JDK 1.5 or JDK 1.6

Discussion in 'Java' started by Pep, Jul 11, 2007.

  1. Pep

    Pep Guest

    Hi, is JDK 1.6 considered stable and should applications be upgraded
    from JDK 1.5 to 1.6 if so?

    TIA,
    Pep
     
    Pep, Jul 11, 2007
    #1
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  2. Pep wrote:
    >Hi, is JDK 1.6 considered stable ..


    I consider it stable (and do not speak for anyone else).

    >..and should applications be upgraded
    >from JDK 1.5 to 1.6 if so?


    Huhh? What do you mean 'upgraded'? If you
    are currently running them under 1.5 only, test
    on a few 1.6 JRE's, and if it runs as you expect -
    add 'JRE 1.6' to the 'compatible with' list*.

    If there is 1.6 functionality that is of interest, it
    might be possible to cause the app. to fall
    back gracefully to accomodate the 1.5 JRE's.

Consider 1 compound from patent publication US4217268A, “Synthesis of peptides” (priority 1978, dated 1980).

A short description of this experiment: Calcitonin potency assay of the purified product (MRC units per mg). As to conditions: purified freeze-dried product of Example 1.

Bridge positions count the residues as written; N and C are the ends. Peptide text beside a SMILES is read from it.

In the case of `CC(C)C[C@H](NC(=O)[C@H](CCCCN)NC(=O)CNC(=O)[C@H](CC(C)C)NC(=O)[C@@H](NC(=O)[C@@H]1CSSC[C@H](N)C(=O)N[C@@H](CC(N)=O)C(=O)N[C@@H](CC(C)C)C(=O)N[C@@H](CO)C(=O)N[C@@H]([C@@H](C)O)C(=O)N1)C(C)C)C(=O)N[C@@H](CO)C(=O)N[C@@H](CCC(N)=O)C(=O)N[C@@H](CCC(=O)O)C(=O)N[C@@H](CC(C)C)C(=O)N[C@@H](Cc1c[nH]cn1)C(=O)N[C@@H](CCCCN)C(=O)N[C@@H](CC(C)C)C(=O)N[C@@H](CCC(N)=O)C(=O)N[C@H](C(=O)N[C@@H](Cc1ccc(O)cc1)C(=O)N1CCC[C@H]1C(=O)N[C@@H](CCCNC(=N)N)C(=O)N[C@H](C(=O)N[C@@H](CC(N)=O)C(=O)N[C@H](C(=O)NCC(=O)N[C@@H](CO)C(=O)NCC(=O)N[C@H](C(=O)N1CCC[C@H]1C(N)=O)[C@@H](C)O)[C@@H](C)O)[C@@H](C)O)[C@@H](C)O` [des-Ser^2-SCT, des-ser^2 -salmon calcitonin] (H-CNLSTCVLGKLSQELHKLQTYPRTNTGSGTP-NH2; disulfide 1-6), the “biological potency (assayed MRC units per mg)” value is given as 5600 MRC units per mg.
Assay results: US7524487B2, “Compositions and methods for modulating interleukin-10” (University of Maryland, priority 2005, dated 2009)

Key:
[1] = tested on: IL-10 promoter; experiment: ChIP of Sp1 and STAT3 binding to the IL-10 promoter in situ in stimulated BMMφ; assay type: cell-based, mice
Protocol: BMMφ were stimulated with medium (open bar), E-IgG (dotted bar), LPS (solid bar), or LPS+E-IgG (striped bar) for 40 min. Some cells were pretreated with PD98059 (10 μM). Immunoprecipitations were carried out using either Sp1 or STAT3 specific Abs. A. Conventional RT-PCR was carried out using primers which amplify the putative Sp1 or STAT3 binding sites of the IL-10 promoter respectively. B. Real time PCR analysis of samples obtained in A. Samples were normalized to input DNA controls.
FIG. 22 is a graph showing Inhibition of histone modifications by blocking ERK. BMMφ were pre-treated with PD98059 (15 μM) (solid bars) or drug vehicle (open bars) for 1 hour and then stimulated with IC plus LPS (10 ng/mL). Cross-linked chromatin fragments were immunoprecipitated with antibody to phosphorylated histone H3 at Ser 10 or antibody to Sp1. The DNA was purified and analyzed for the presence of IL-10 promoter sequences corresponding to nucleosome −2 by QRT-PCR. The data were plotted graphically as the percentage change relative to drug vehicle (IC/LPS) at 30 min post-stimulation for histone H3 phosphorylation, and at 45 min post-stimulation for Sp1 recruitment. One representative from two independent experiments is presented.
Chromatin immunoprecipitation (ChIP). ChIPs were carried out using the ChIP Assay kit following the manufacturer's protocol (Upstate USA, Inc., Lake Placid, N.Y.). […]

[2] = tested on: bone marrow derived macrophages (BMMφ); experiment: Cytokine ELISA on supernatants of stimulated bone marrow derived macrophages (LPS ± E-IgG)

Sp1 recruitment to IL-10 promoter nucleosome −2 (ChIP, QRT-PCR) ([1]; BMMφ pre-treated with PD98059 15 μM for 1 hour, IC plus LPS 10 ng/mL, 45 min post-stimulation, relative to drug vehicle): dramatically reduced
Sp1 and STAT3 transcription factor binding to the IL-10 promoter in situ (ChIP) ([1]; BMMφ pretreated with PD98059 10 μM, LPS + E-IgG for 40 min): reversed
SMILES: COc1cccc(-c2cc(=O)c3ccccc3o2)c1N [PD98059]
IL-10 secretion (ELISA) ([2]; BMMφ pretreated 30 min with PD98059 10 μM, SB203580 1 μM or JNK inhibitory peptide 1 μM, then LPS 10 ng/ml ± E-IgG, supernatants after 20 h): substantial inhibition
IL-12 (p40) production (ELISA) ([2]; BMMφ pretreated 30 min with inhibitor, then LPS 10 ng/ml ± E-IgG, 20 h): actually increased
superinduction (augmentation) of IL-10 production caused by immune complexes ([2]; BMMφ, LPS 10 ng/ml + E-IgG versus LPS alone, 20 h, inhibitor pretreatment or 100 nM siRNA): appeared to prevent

This strategy provides the 'best of all worlds'
    experience for the end user.

    * If using web start, this would be as easy as
    changing the version attribute of the java/j2se
    element of the JNLP file - from 1.5*, to 1.5+.

    --
    Andrew Thompson
    http://www.athompson.info/andrew/

    Message posted via http://www.javakb.com
     
    Andrew Thompson, Jul 11, 2007
    #2
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  3. Pep

    RVince Guest

    Not sure of this, but I think 1.6 was primarily released as the latest,
    stable 1.5.x but for Vista. Any comments on that statement guys? -R. Vince
     
    RVince, Jul 11, 2007
    #3
  4. Pep

    Pep Guest

    Andrew Thompson wrote:
    > Pep wrote:
    > >Hi, is JDK 1.6 considered stable ..

    >
    > I consider it stable (and do not speak for anyone else).
    >
    > >..and should applications be upgraded
    > >from JDK 1.5 to 1.6 if so?

    >
    > Huhh? What do you mean 'upgraded'? If you
    > are currently running them under 1.5 only, test